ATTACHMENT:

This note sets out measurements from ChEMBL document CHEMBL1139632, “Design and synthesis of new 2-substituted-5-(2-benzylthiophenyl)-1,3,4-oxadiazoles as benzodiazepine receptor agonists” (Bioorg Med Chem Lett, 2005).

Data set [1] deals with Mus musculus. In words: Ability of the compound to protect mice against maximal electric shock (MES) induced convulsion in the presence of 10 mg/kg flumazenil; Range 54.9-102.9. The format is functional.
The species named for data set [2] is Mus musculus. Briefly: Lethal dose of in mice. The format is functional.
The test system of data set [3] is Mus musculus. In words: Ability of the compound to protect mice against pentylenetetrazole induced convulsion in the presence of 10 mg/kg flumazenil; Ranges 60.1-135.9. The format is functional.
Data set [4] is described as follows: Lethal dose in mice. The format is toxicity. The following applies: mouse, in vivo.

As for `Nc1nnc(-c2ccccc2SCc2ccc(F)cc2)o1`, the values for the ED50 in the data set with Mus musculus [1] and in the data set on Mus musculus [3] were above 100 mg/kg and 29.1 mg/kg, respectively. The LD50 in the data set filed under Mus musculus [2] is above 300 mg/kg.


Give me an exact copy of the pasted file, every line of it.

This note sets out measurements from ChEMBL document CHEMBL1139632, “Design and synthesis of new 2-substituted-5-(2-benzylthiophenyl)-1,3,4-oxadiazoles as benzodiazepine receptor agonists” (Bioorg Med Chem Lett, 2005).

Data set [1] deals with Mus musculus. In words: Ability of the compound to protect mice against maximal electric shock (MES) induced convulsion in the presence of 10 mg/kg flumazenil; Range 54.9-102.9. The format is functional.
The species named for data set [2] is Mus musculus. Briefly: Lethal dose of in mice. The format is functional.
The test system of data set [3] is Mus musculus. In words: Ability of the compound to protect mice against pentylenetetrazole induced convulsion in the presence of 10 mg/kg flumazenil; Ranges 60.1-135.9. The format is functional.
Data set [4] is described as follows: Lethal dose in mice. The format is toxicity. The following applies: mouse, in vivo.

As for `Nc1nnc(-c2ccccc2SCc2ccc(F)cc2)o1`, the values for the ED50 in the data set with Mus musculus [1] and in the data set on Mus musculus [3] were above 100 mg/kg and 29.1 mg/kg, respectively. The LD50 in the data set filed under Mus musculus [2] is above 300 mg/kg.